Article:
The True Story of $100 Million in Lost Russian Gold -and One Man's Lifelong Quest to Recover It
Keith Jessop and Neil Hanson
"Outstanding, inspiring, and beautifully told. No true tale of the sea makes better reading."-Clive Cussler
Here is the true tale of a small-time salvage diver, the crushing depths of the sea, and the richest prize ever found-$100 million in pure gold. Follow salvage diver Keith Jessop as he battles nature, governments, traitors, salvage monopolies, and, of course, lawyers to claim the grand prize of wrecks-the HMS Edinburgh. Filled with ten tons of Russian gold, the ship had been sought by many, but never found. Through unyielding determination, extraordinary physical prowess, and keen intelligence, Keith Jessop risks all to reach his final destination, and keeps readers on the edge of their seats.
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As a young boy, Keith Jessop dreamed of leaving the Yorkshire, England, mill town of Keighley behind to sail the seas in search of treasure. Four decades later, he found his chest of gold: 431 gold bars, to be exact, from the HMS Edinburgh, 800 feet down in the Arctic Sea. Jessop tells his rags-to-riches story in Goldfinder.
From his first snorkel dives as a Royal Marine commando and his first scuba dive--when he could very easily have died--Jessop was hooked. He began collecting equipment and spending every nonworking moment either in the water or heading to and from it. He quit his job--much to the consternation of his long-suffering wife, Mildred--and began working as a salvage diver going after nonferrous metal fittings from shipwrecks. Working his first wreck, the SS. Pollux II, "brought back memories of my childhood fantasies to me, but this was the real thing, almost as good as diving on a galleon full of pieces of eight." Later, he and his partners recovered over 200 tons of copper from the Johanna Thorden, earning themselves the nickname "The Copper Kings" in the process. Between wrecks Jessop turned to saturation diving (where divers stay in a pressurized environment for days on end) on offshore oil platforms.
Time not spent in the water was spent doing research, using both alcohol ("the research often involved nothing more than buying the local lobstermen a pint. They'd point out sites where they'd lost lobster pots, a good indicator of something unusual on the sea-bed") and archives. His research revealed plenty of surprises--such as the day he was left alone in a room with what turned out to be the cargo manifest of the Lusitania. Despite the claims of the British government, the document indicated that the Lusitania was indeed carrying a large cargo of armaments. "I was unsure if I was being leaked a story the official wished to see published or being tested on my ability to keep a secret.... I've kept my silence until now."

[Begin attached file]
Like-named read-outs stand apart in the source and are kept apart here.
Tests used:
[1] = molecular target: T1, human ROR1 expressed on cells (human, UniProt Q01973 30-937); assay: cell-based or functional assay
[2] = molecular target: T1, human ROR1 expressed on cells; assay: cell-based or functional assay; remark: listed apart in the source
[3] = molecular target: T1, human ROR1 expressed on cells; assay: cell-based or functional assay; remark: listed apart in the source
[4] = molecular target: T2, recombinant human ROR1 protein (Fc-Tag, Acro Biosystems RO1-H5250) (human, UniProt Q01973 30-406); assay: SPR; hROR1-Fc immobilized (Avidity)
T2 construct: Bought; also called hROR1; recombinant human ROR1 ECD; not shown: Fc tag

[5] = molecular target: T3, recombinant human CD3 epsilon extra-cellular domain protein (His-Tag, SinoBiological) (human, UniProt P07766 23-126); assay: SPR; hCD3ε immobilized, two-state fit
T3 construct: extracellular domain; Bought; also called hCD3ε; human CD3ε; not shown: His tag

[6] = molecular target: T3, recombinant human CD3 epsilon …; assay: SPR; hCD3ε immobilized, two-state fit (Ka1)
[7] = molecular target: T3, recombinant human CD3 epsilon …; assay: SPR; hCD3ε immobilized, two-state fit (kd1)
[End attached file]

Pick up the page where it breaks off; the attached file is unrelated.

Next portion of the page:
Having gained decades of experience, Jessop assembled the team to go after the Edinburgh, which was sunk in 1942 while carrying 10 tons of Soviet gold. Miles of red tape later, on September 16, 1981, his dreams came true. "I cradled the bar in my hands, holding it as tenderly as a baby--a very heavy one." Recovering the gold was just the beginning, however, and Jessop recounts his later troubles in (sometimes tedious) detail. Co-written by Neil Hanson (whose book The Custom of the Sea was a 2000 Amazon.com Editor's Choice), Goldfinder makes great reading for divers and dreamers alike. --Sunny DelaneyFrom the Back Cover:
"[An] energetic rags to riches saga. . . . enjoyable."
Born a penniless Yorkshire lad seemingly destined for the mills, Keith Jessop instead became a salvage diver, becoming the world’s most successful treasure finder through unyielding determination, extraordinary physical prowess, and keen intelligence. Now, with Neil Hanson, the critically acclaimed author of The Custom of the Sea, Jessop tells his marvelous rags-to-riches story and the tremendous saga at its center: his lifelong quest for the warship HMS Edinburgh, sunk in the Arctic Sea with ten tons of Russian gold.
FOLLOW THE JOURNEY: "The gold on that wreck is further away than the surface of the moon. It took the American astronauts two and a quarter days to travel back from the moon; it’ll take seven days in decompression to bring you back just eight hundred feet from the floor of the ocean."
SHARE THE DANGER: "We won’t even be able to go back for the gold if you don’t take maximum care as you work. It’s stored in the bomb room, the most secure part of the ship. . . . If the gold is still there, it’ll be surrounded by unexploded shells, bombs, and ammunition."
DISCOVER THE STAKES: "Like everyone else on the ship, they were working on standard terms of business for treasure divers: ‘No Cure, No Pay.’ They stood to gain tens of thousands of pounds each if we found the gold; if we didn’t, they wouldn’t get a penny."
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Descripción Wiley, 2001. Hardcover. Estado de conservación: New. book. Nº de ref. de la librería M047140733X
Descripción Wiley, 2001. Hardcover. Estado de conservación: New. Never used!. Nº de ref. de la librería P11047140733X
Descripción Wiley, 2001. Hardcover. Estado de conservación: New. 1. Nº de ref. de la librería DADAX047140733X
Descripción Wiley. Hardcover. Estado de conservación: New. 047140733X New Condition. Nº de ref. de la librería NEW7.1820170